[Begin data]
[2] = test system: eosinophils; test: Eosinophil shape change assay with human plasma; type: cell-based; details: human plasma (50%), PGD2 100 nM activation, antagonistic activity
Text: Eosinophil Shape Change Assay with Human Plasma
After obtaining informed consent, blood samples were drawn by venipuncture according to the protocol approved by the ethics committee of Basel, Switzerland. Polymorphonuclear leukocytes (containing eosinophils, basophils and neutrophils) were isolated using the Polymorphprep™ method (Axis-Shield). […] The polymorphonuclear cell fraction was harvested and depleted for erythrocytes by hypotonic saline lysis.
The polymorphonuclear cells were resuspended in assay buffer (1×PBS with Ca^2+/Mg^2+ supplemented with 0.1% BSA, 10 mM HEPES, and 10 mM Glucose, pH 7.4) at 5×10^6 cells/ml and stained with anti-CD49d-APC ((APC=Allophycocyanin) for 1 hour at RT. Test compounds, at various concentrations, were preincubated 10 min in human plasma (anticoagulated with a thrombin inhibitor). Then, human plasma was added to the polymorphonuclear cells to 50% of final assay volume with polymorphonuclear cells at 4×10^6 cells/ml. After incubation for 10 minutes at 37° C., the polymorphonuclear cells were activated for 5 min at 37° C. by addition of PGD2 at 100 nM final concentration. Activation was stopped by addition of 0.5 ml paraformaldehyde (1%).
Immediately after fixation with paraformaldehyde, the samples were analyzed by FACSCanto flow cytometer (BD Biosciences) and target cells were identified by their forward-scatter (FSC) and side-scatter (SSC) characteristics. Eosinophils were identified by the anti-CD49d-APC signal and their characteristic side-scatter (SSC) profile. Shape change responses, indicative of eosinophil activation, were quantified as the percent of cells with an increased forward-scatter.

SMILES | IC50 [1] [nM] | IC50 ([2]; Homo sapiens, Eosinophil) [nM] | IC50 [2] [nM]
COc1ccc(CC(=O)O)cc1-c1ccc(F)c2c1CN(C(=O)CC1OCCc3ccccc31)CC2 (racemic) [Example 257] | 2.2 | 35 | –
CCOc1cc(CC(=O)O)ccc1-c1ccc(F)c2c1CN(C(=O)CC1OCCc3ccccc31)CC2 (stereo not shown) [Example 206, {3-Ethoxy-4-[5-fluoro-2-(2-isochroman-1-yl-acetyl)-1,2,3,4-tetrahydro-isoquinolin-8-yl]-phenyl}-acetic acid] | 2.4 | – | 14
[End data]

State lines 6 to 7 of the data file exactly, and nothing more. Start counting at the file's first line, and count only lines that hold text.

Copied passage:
SMILES | IC50 [1] [nM] | IC50 ([2]; Homo sapiens, Eosinophil) [nM] | IC50 [2] [nM]
COc1ccc(CC(=O)O)cc1-c1ccc(F)c2c1CN(C(=O)CC1OCCc3ccccc31)CC2 (racemic) [Example 257] | 2.2 | 35 | –